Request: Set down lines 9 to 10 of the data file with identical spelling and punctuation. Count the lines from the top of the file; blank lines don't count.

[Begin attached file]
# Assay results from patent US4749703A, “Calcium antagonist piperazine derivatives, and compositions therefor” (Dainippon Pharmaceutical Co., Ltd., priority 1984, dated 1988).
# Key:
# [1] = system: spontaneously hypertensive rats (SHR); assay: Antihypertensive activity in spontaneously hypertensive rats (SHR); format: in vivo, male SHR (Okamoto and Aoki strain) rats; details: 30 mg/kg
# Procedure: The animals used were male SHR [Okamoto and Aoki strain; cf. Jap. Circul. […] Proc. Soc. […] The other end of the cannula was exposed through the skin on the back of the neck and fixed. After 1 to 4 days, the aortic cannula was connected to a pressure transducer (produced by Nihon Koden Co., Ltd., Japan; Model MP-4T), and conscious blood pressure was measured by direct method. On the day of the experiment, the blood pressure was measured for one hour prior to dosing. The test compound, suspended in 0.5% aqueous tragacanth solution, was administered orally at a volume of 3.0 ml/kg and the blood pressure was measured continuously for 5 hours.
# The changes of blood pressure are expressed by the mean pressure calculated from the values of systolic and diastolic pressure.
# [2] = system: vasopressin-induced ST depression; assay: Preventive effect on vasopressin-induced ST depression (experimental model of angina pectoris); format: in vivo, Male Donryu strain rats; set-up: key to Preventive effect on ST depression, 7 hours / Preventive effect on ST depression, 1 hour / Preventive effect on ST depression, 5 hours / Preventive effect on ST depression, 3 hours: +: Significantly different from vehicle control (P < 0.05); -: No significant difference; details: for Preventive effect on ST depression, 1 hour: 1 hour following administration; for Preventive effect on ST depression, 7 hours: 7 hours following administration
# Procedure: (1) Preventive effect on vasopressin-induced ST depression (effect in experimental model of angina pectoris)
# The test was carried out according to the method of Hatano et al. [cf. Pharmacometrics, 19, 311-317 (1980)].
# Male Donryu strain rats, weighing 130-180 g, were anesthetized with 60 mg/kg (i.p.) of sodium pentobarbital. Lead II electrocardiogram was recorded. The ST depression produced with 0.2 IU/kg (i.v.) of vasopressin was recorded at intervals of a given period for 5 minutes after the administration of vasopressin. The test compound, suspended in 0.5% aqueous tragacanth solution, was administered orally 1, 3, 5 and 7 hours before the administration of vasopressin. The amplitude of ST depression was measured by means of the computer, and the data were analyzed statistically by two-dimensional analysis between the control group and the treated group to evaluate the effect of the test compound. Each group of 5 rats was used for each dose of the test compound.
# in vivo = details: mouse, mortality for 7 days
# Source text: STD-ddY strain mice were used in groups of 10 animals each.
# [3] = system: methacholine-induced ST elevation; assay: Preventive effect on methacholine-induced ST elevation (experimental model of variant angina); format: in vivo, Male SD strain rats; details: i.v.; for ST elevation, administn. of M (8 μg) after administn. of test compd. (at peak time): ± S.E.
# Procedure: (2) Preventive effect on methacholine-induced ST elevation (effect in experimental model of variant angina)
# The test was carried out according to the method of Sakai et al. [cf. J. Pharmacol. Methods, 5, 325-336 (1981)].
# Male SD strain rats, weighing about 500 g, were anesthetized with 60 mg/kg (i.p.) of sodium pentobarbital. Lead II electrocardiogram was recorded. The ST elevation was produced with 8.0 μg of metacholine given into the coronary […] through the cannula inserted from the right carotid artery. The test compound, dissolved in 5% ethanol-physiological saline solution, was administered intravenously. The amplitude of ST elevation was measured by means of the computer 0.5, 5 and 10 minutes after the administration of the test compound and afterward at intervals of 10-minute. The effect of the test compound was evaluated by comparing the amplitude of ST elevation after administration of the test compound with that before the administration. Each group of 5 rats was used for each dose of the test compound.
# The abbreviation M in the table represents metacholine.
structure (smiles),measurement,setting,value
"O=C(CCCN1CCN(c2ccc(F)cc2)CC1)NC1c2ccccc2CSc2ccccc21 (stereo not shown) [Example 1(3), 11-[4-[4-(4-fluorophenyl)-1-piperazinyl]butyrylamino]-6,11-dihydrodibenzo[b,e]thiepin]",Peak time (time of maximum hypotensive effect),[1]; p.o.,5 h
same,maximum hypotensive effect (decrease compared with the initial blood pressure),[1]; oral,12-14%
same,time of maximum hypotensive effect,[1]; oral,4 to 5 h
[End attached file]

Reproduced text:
# Male Donryu strain rats, weighing 130-180 g, were anesthetized with 60 mg/kg (i.p.) of sodium pentobarbital. Lead II electrocardiogram was recorded. The ST depression produced with 0.2 IU/kg (i.v.) of vasopressin was recorded at intervals of a given period for 5 minutes after the administration of vasopressin. The test compound, suspended in 0.5% aqueous tragacanth solution, was administered orally 1, 3, 5 and 7 hours before the administration of vasopressin. The amplitude of ST depression was measured by means of the computer, and the data were analyzed statistically by two-dimensional analysis between the control group and the treated group to evaluate the effect of the test compound. Each group of 5 rats was used for each dose of the test compound.
# in vivo = details: mouse, mortality for 7 days